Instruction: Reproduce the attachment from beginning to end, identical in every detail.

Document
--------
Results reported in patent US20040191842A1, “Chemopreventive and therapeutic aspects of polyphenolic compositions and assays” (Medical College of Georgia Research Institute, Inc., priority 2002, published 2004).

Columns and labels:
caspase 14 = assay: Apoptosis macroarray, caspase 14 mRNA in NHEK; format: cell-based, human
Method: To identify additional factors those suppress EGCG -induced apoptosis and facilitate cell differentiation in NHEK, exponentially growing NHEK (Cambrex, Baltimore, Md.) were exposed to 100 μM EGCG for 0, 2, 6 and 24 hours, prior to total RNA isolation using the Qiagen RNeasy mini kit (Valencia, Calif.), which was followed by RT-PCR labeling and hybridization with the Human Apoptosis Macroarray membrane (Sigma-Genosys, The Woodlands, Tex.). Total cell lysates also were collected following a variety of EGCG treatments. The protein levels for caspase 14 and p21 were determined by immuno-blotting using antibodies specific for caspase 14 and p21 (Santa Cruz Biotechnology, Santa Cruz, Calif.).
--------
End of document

Results reported in patent US20040191842A1, “Chemopreventive and therapeutic aspects of polyphenolic compositions and assays” (Medical College of Georgia Research Institute, Inc., priority 2002, published 2004).

Columns and labels:
caspase 14 = assay: Apoptosis macroarray, caspase 14 mRNA in NHEK; format: cell-based, human
Method: To identify additional factors those suppress EGCG -induced apoptosis and facilitate cell differentiation in NHEK, exponentially growing NHEK (Cambrex, Baltimore, Md.) were exposed to 100 μM EGCG for 0, 2, 6 and 24 hours, prior to total RNA isolation using the Qiagen RNeasy mini kit (Valencia, Calif.), which was followed by RT-PCR labeling and hybridization with the Human Apoptosis Macroarray membrane (Sigma-Genosys, The Woodlands, Tex.). Total cell lysates also were collected following a variety of EGCG treatments. The protein levels for caspase 14 and p21 were determined by immuno-blotting using antibodies specific for caspase 14 and p21 (Santa Cruz Biotechnology, Santa Cruz, Calif.).